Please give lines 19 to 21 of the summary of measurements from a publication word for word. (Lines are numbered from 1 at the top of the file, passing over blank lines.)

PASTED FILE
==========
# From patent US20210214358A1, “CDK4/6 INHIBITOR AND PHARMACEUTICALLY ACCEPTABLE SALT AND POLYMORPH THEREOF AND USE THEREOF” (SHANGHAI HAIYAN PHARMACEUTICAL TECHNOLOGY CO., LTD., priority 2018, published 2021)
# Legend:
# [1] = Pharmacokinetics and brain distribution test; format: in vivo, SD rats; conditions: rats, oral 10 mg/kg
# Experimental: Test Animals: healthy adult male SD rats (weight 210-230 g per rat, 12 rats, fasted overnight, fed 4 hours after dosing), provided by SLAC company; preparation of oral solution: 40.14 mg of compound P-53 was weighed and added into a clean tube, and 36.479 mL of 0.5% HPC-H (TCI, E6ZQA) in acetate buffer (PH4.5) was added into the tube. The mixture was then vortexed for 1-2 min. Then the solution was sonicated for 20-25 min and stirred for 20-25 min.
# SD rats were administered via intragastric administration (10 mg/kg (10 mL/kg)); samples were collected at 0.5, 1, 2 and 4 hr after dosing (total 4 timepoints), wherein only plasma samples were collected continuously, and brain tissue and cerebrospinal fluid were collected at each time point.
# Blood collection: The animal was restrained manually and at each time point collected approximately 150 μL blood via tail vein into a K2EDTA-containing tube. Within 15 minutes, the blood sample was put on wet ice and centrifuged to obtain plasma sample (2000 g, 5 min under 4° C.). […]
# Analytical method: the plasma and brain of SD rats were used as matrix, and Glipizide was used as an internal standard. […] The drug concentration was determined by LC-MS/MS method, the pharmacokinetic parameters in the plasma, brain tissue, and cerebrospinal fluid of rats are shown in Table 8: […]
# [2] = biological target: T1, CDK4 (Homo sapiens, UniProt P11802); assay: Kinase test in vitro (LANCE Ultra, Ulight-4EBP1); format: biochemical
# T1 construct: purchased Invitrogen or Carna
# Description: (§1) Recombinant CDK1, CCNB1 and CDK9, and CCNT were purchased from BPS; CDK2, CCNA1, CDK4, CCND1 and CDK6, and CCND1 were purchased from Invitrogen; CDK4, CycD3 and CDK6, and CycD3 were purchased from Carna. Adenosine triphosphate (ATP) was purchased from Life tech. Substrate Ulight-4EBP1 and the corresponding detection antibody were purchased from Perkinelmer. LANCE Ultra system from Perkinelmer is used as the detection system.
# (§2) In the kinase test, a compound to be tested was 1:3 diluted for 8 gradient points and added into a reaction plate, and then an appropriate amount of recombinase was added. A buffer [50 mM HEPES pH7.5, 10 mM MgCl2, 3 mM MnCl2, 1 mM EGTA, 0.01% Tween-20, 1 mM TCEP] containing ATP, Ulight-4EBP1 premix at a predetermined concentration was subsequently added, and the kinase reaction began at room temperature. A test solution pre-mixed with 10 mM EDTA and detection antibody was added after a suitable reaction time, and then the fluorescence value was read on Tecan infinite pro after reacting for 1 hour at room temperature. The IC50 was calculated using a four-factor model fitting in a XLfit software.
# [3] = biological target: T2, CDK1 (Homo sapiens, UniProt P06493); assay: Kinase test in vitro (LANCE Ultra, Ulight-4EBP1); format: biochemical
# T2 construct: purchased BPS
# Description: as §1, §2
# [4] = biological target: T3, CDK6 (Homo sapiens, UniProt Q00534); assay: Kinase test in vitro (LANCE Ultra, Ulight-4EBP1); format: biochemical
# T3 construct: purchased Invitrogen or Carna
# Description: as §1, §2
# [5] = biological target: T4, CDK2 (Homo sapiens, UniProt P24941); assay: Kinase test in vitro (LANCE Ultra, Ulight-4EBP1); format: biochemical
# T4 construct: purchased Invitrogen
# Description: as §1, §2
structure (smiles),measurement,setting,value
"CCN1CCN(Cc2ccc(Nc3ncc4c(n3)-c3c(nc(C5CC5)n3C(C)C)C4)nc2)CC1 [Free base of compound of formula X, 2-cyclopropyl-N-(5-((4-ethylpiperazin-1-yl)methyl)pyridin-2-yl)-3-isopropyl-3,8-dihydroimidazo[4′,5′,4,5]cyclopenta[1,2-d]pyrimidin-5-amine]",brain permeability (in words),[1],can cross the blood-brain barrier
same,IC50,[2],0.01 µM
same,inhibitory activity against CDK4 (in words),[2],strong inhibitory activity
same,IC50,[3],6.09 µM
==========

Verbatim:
# T4 construct: purchased Invitrogen
# Description: as §1, §2
structure (smiles),measurement,setting,value